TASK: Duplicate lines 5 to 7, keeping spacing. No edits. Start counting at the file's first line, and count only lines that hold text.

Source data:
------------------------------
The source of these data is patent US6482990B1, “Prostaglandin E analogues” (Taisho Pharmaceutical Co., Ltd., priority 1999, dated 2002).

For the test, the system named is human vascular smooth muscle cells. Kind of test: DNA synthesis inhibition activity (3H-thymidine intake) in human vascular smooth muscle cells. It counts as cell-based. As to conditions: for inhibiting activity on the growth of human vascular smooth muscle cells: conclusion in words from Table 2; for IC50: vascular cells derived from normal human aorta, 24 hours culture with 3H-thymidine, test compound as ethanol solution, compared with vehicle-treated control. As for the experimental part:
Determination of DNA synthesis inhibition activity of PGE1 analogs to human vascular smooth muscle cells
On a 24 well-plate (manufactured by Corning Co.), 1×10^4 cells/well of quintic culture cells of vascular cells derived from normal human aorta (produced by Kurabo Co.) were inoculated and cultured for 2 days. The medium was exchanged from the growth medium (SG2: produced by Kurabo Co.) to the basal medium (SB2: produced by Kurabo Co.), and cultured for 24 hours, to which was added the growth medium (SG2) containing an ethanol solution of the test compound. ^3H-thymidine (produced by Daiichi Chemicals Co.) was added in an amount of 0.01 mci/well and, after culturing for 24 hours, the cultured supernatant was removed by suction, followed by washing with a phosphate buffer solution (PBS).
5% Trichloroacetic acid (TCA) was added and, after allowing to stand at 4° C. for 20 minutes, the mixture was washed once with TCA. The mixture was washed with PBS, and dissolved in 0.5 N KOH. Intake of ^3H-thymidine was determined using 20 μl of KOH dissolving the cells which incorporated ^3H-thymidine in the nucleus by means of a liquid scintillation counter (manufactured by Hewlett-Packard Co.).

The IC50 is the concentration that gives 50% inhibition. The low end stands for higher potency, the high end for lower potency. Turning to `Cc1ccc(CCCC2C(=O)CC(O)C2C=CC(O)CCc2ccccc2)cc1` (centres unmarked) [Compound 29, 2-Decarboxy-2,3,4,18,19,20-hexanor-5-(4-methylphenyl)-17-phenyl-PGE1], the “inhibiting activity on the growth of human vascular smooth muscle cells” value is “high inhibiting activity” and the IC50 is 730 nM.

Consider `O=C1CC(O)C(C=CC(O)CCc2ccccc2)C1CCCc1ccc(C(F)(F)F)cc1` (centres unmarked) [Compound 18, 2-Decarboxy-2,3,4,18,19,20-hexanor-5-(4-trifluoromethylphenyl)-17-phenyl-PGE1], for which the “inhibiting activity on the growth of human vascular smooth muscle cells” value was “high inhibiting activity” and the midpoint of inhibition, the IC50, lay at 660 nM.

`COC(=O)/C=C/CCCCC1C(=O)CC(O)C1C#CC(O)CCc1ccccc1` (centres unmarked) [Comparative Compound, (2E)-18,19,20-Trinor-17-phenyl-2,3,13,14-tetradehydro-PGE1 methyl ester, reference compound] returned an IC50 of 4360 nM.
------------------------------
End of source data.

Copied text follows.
5% Trichloroacetic acid (TCA) was added and, after allowing to stand at 4° C. for 20 minutes, the mixture was washed once with TCA. The mixture was washed with PBS, and dissolved in 0.5 N KOH. Intake of ^3H-thymidine was determined using 20 μl of KOH dissolving the cells which incorporated ^3H-thymidine in the nucleus by means of a liquid scintillation counter (manufactured by Hewlett-Packard Co.).

The IC50 is the concentration that gives 50% inhibition. The low end stands for higher potency, the high end for lower potency. Turning to `Cc1ccc(CCCC2C(=O)CC(O)C2C=CC(O)CCc2ccccc2)cc1` (centres unmarked) [Compound 29, 2-Decarboxy-2,3,4,18,19,20-hexanor-5-(4-methylphenyl)-17-phenyl-PGE1], the “inhibiting activity on the growth of human vascular smooth muscle cells” value is “high inhibiting activity” and the IC50 is 730 nM.

Consider `O=C1CC(O)C(C=CC(O)CCc2ccccc2)C1CCCc1ccc(C(F)(F)F)cc1` (centres unmarked) [Compound 18, 2-Decarboxy-2,3,4,18,19,20-hexanor-5-(4-trifluoromethylphenyl)-17-phenyl-PGE1], for which the “inhibiting activity on the growth of human vascular smooth muscle cells” value was “high inhibiting activity” and the midpoint of inhibition, the IC50, lay at 660 nM.